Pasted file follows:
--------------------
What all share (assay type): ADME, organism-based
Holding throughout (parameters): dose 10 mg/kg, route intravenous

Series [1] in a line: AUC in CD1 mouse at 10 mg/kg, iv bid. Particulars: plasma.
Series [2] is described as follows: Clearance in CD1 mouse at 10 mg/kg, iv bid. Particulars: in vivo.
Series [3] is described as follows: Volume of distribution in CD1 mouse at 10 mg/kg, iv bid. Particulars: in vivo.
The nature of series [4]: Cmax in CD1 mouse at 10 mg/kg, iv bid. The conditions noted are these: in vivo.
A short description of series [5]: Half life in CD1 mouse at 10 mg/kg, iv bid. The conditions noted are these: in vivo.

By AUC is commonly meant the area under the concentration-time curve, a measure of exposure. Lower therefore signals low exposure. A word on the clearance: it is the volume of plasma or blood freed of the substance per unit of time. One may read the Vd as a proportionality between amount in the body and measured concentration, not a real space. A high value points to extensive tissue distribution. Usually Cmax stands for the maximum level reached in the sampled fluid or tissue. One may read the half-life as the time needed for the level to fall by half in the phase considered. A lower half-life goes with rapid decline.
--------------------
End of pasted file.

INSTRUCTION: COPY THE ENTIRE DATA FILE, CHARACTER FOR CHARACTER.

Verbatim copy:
What all share (assay type): ADME, organism-based
Holding throughout (parameters): dose 10 mg/kg, route intravenous

Series [1] in a line: AUC in CD1 mouse at 10 mg/kg, iv bid. Particulars: plasma.
Series [2] is described as follows: Clearance in CD1 mouse at 10 mg/kg, iv bid. Particulars: in vivo.
Series [3] is described as follows: Volume of distribution in CD1 mouse at 10 mg/kg, iv bid. Particulars: in vivo.
The nature of series [4]: Cmax in CD1 mouse at 10 mg/kg, iv bid. The conditions noted are these: in vivo.
A short description of series [5]: Half life in CD1 mouse at 10 mg/kg, iv bid. The conditions noted are these: in vivo.

By AUC is commonly meant the area under the concentration-time curve, a measure of exposure. Lower therefore signals low exposure. A word on the clearance: it is the volume of plasma or blood freed of the substance per unit of time. One may read the Vd as a proportionality between amount in the body and measured concentration, not a real space. A high value points to extensive tissue distribution. Usually Cmax stands for the maximum level reached in the sampled fluid or tissue. One may read the half-life as the time needed for the level to fall by half in the phase considered. A lower half-life goes with rapid decline.